32. Quantum dot device • Quantum dot lasers • ultralow-threshold current densities • low sensitivity to temperature variations • Quantum dot detectors • not sensitive to normal-incident light

  33. Nanomechanics • Cantilevers (懸臂樑) • a nanomechanical sensor device for detecting chemical interactions between binding partners on the cantilever surface and in its environment • detection modes • static, dynamic, heat • AFM applications

  34. Photoelectrochemical cells • Also “photovoltaic cells” or “solar cells” • device • need for higher conversion efficiency of solar energy to electrical power • silicon-based p-n junction materials or other heterojunction materials • InGaP/GaAs (~20% efficiency) • difficulties: high cost of production, expensive equipment, necessary clean-room facilities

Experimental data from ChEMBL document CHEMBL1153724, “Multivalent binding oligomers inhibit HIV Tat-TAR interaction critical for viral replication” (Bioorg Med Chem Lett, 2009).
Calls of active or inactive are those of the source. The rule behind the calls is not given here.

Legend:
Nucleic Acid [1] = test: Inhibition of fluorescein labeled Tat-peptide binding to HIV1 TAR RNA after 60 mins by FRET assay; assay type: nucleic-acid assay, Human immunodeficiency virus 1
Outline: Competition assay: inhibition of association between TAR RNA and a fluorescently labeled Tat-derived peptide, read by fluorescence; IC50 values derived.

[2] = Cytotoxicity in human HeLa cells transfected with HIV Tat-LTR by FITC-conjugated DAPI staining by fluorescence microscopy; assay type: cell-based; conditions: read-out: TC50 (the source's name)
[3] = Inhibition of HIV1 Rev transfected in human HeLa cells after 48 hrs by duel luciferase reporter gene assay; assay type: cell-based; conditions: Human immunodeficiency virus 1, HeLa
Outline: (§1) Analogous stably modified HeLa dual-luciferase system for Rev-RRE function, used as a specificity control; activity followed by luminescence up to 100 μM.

35. Other photoelectrochemical cells • O’Regan and Grätzel, 1991 • dye-sensitized solar cell • low product cost device with >10% efficiency • Sol-gel-derived titania films with a crystal structure of anatase and mesoporous structure • porous nanocrystalline TiO2 film + efficient light-absorbing dye

  36. dye-sensitized solar cell • Mechanism • TiO2 functions as a electron-capturing and electron-transporting material • the dye adsorbed to TiO2 is exposed to a light source, absorbs photons upon exposure, and injects electrons into the conduction band of the TiO2 electrode • Nanostructure • large surface area

  37. TiO2 film • Methods • Chemical vapor deposition • Gas-phase hydrothermal crystallization • Powder compression • Sol-Gel (coating?) • efficiency • ~ <10%